The framework 10 also has a gable roof 32 formed by a plurality of parallel, horizontal cross members 34 that extend from side to side between two of the upper members 22. A ridge pole 36 perpendicular to the cross members 34 is centered over the roof and supported on each side by a plurality of roof brackets 38 that extend outwardly and downwardly to the two above-mentioned upper members 22. Short vertical struts 40 connect the ridge pole 36 to the longitudinal centers of the cross members 34, each strut being divided into two pieces connected end to end by a tension-adjusting turnbuckle 42. At the back of the framework 10, opposite the open front end 30, the ridge pole 36 extends beyond the rearmost uprights 20. The extended end 44 is connected to the rear lower member 24 by a back brace 46 that is angled downwardly and inwardly. A short horizontal strut 40 ties the back brace 46 to the rear upper member 22.
The housing 12 within the framework 10 has three insulating walls 50 and a ceiling 52 that are formed by interlocking pads 54. These pads 54 are essentially non-structual, i.e., they are substantially incapable of forming a free standing structure without external support from the framework 10. The refractory material of the pads 54 is soft, pliant, relatively resilient and low in density. In this embodiment, it is a naturally occuring alumina-silica fire clay called kaolin formed into fibers 4 to 10 inches long that are interlaced to form a ceramic wool. Material of this nature is presently sold by the Babcock & Wilcox Company under the trademark KAOWOOL. It has a melting point of approximately 3200° F.
To facilitate the desired interlock, one vertical end 56 of each pad 54 has a V-shaped protrusion and the opposite end 57 has a corresponding V-shaped recess. The protrusions 56 are received by the recesses 57, thereby minimizing thermal losses between the pads (FIG. 5). Other interlocking arrangements, such as a tongue and groove, ball and socket, or a shiplap can be used instead. The pads 54 that form corners are an exception, being square-cut at one end (FIGS. 6 and 7) and insulating strips 58 are laid internally along the corners to compensate for the fact that those pads do not interlock.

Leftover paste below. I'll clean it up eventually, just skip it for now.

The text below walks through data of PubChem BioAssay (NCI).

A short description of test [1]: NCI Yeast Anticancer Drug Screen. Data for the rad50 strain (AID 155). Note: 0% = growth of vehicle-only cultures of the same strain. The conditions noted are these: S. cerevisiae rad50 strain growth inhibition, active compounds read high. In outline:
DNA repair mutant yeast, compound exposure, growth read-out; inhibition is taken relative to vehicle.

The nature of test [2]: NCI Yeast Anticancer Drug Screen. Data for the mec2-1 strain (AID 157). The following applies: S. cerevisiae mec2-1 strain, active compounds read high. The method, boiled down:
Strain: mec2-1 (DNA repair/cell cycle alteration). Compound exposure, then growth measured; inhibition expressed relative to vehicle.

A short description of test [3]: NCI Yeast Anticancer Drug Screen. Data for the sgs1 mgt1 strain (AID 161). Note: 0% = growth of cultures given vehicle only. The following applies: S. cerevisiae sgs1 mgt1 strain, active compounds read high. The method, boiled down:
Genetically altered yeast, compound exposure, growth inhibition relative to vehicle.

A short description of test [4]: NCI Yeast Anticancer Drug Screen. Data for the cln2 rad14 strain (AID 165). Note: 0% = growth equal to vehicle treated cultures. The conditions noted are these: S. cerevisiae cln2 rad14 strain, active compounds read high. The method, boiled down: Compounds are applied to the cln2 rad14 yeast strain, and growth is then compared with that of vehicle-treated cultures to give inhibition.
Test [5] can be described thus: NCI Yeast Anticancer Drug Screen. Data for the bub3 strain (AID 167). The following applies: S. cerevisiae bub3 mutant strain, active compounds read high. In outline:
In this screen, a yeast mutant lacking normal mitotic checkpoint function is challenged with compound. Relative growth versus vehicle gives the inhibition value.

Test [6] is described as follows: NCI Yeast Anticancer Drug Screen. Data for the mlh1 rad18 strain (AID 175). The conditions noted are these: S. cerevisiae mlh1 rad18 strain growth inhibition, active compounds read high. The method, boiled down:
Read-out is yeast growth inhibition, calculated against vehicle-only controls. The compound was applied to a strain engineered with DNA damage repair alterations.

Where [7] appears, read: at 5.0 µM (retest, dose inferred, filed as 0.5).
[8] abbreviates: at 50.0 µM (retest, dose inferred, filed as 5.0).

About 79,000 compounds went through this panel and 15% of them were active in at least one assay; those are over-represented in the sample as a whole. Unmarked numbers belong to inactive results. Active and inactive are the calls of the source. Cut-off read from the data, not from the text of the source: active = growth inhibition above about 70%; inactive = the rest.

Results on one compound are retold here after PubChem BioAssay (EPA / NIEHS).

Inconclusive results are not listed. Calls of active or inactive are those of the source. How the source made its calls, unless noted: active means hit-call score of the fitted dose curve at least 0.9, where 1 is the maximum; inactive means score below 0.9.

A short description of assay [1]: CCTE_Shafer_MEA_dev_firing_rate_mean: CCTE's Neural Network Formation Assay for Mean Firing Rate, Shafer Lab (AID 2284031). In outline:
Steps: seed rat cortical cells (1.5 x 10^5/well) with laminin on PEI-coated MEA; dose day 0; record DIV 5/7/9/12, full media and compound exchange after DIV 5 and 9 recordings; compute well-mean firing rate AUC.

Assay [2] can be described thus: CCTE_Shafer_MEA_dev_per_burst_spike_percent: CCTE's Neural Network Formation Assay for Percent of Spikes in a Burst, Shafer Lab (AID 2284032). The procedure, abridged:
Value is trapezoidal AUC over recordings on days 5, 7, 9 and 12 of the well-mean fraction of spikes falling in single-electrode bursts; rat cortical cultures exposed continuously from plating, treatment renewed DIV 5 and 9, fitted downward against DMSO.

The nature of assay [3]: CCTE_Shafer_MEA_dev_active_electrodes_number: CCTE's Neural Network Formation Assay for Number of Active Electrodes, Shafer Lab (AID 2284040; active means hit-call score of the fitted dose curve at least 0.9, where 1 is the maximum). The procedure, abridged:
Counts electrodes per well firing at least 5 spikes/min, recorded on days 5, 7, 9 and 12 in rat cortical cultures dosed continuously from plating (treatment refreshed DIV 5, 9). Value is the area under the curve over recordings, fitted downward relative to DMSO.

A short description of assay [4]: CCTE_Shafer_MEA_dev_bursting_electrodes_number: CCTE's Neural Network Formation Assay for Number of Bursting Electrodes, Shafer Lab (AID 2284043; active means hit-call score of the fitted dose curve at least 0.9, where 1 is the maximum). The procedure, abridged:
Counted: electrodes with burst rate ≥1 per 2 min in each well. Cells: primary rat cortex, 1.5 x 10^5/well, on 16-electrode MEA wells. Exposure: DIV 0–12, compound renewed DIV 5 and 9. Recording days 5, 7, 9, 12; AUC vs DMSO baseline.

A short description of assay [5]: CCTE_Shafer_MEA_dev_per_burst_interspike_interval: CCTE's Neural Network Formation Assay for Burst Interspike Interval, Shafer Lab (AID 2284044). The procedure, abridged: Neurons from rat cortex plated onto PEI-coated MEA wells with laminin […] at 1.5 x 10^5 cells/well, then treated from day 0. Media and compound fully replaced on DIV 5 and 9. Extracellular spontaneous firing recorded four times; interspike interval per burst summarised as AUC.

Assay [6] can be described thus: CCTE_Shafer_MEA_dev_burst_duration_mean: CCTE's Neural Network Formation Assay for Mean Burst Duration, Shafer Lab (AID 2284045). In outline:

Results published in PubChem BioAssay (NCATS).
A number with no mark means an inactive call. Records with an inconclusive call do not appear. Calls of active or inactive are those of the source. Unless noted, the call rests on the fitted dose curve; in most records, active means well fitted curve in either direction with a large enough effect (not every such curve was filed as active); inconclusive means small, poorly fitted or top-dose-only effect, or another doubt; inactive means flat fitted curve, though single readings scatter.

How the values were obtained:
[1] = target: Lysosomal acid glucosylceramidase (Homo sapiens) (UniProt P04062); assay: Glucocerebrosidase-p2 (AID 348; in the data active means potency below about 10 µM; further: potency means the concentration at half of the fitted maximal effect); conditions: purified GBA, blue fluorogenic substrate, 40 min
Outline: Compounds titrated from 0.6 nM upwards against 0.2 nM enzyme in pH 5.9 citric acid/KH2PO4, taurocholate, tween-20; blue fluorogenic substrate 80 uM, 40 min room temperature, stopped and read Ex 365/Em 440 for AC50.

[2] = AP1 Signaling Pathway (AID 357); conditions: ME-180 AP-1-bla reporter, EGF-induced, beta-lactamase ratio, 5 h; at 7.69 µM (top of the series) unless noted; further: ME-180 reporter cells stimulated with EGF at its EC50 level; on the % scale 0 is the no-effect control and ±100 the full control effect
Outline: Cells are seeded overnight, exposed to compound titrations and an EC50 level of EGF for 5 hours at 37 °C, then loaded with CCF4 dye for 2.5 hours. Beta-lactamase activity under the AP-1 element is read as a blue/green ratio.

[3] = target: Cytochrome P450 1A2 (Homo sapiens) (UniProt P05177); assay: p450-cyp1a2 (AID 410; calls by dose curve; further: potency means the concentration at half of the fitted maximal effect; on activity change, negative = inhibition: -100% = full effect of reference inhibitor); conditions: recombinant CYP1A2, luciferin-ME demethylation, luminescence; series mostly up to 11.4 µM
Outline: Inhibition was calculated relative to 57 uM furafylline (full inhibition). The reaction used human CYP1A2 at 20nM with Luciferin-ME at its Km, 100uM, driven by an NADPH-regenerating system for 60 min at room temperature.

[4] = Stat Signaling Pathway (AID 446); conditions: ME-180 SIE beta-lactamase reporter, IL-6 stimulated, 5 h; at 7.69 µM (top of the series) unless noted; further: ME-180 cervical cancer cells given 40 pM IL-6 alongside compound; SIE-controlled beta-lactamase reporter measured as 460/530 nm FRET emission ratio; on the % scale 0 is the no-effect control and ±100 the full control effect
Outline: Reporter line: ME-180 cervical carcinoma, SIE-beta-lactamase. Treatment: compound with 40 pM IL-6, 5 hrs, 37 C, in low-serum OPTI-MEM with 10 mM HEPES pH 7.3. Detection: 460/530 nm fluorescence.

Elongated bores extend vertically into each pad 54, and a retaining rod 60 is inserted in each bore so that it projects from the top and bottom of the pad into a socket 62 in the pad above or below. Vertically adjacent rods 60 are alternately closer to the interior and exterior surfaces of the walls 50 and ceiling 52, as shown in FIG. 2, so that they do not interfere with each other.
The pads 54 are attached to the framework 10 by flat, plate-like hangers 64 (FIG. 4) that extend horizontally toward the walls 50 or vertically toward the ceiling 52. At its inner end, inserted between two vertically adjacent pads 54, each hanger 64 has two small apertures 66 that slidably receive two parallel and adjacent retaining rods 60, one projecting upwardly and the other projecting downwardly. A larger aperture 68 at its other end slidably receives one of the uprights 20. Differences in the thermal expansion of the components of the structure are therefore taken up by the vertical floating movement of the hangers 64 on the uprights 20 and the rods 60, as well as by the resiliency of the pads 54.
At the open front end 30 of the framework 10, the opposing sidewalls 50 of the housing 12 are connected by two doors 70 pivotably supported at their outer vertical edges by outwardly extending eccentric hinges 72 mounted on the nearest uprights 20, as shown in FIG. 3. Each door 68 is formed by a plurality of interlocking pads 74 and retaining rods 76 similar to those used in the walls 50 and ceiling 52, except that no hangers are provided. Instead, the doors 66 have peripheral rectangular metal frames 78 which, in view of the relatively small size of the doors, provide sufficient suport.
Since the present invention eliminates the usual heavy structural blocks of conventional construction, shipping costs are greatly reduced, as is the number of man hours and the degree of skill required for assembly. The framework 10 does not act as a radiator or thermal conductor because it is spaced from the pads 54, thereby increasing the thermal efficiency of the structure. Due to their comparatively small size, the retaining rods 60 and hangers 64 do not result in significant heat losses. In the event of an explosion, the soft light pads 54 are merely blown out through the open framework 10 without danger to persons and property in the area that would result if the enclosure were constructed in the conventional manner. It should also be noted that the invention readily lends itself to construction from prefabricated component parts.